There won't be any features for Super Circuit or Double Dash!!, and the same might be said for Super Mario Kart. You can definitely expect Mario Kart 64 sometime in the distant future, and perhaps Mario Kart Wii.

However, there is one Mario Kart game I definitely want to discuss, and it's the reason why I opened up the post with the DS in the first place. It was a title briefly announced at E3 2004.

That game is Mario Kart DS.


There are a number of reasons as to why I chose Mario Kart DS over the other games in the series.

-Mario Kart DS is often praised as being the best game in the series. The reasons for being such include most of the best courses in the entire franchise, a perfected battle mode, the new Mission feature, the scoring system for the Grand Prix, its abundance of selectable carts, and is especially notable for being Nintendo's very first foray into the world of online gaming. It is a landmark in every way, and my friends and I agree with every single point above.

-It came out five years ago. Anniiiversaarryyy! Plus, I wanted to catch up with it before Mario Kart 3DS comes out.

-As I said earlier, there's only so much you can gush about regarding a racing game. I mentioned in my Intermission post how I wanted to focus on retrospective pieces on future games, and I think this is the perfect title for it. Which leads me to my final point.

-This game came out in 2005.

That year was not a pretty year for me. It was the year that I experienced the full consequences of being a teenager, and I was one of those who took that wave the worst. It was the year I began to hate the world around me and as such I isolated myself as a safeguard. It was the year my brother first began his journey through drug addiction, and I remember being dragged to every one of his drug meetings. It was the year where I effectively removed myself from the crowd at my school and I dreaded waking up every day to 8th grade, viewing everyone else around me as losers (ironically enough, the only one was me). I remember playing Tales of Symphonia all day and retreating at night reading manga volumes of Dragon Ball and SGT Frog, treating them as I would the Holy Gospel.

This game came out in November, and was one of the only sources of comfort that I could craw over to and feel safe. It was just me, Mario Kart DS, and whoever played with me. It is one of the only aspects of that year I can positively comment on.

I want to talk about that time.

For my third feature, you can expect the following.

-Comments about the game, of course. The mechanics of Mario Kart, the Wi-Fi system, some of the courses, and more will be discussed.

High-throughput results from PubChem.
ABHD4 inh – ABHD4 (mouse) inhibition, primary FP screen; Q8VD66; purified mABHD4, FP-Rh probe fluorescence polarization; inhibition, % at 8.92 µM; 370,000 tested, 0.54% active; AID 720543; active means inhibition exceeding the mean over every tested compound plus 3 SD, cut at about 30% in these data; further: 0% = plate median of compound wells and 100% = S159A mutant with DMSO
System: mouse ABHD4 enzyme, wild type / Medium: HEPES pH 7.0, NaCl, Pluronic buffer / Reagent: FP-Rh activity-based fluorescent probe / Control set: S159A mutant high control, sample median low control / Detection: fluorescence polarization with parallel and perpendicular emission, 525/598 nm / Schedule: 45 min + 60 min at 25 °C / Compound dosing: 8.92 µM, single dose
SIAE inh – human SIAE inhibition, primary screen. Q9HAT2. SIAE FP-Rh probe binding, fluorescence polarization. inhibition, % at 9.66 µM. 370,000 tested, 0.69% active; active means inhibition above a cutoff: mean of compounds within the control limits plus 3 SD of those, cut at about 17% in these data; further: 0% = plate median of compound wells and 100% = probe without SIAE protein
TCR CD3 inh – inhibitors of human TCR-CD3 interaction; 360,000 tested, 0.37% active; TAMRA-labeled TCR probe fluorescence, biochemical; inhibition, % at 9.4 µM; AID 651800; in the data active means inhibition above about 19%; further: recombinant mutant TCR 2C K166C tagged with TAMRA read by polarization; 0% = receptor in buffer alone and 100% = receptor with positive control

-For those not familiar with the cast of Mario Kart, and as such the cast of Mario as well, don't fret! You'll be receiving character biographies with nearly every post.

-What was going on around me at the time, such as dealing with my brother, staying awake all night, and the Mario Kart DS community.

I'm not sure how long this will least 8-10 posts. But I'm looking forward to it.



I'm not sure how much I'll be able to update this week. I'm just going to focus on getting that review out there. I'm having too much fun playing Epic Yarn to write about it!


Friday, November 26, 2010

Donkey Kong Country Returns: Impressions

After spending a decade in suspended animation, in the early 90s Nintendo hired British developer Rare to revive the Donkey Kong character for an adventure game on the Super Nintendo. The result was Donkey Kong Country, and the game became an overnight success, which had grabbed consumers with its computer modeled graphical style. Sequels quickly followed, and the series' themes of crocodiles, barrel shooting, animal buddies, minecarts, and pirates had been embedded in the minds of the 16-bit era. In no time at all, Donkey Kong had joined the apex of Nintendo characters such as Mario, Luigi, and Link. He was unstoppable.

...until Nintendo sold Rare in 2002. Ever since that fateful moment, it seemed as though the company was afraid to evolve the character, and he once again became stagnant. An attempt was made with 2005's Donkey Kong: Jungle Beat, but many were put off by the game's deviance from Country, and as such it failed to make an impact. It seemed as though Donkey Kong and his simian family had joined the likes of forgotten icons such as Spyro the Dragon and Crash Bandicoot, and would be forever relegated as character slots in Mario sports games.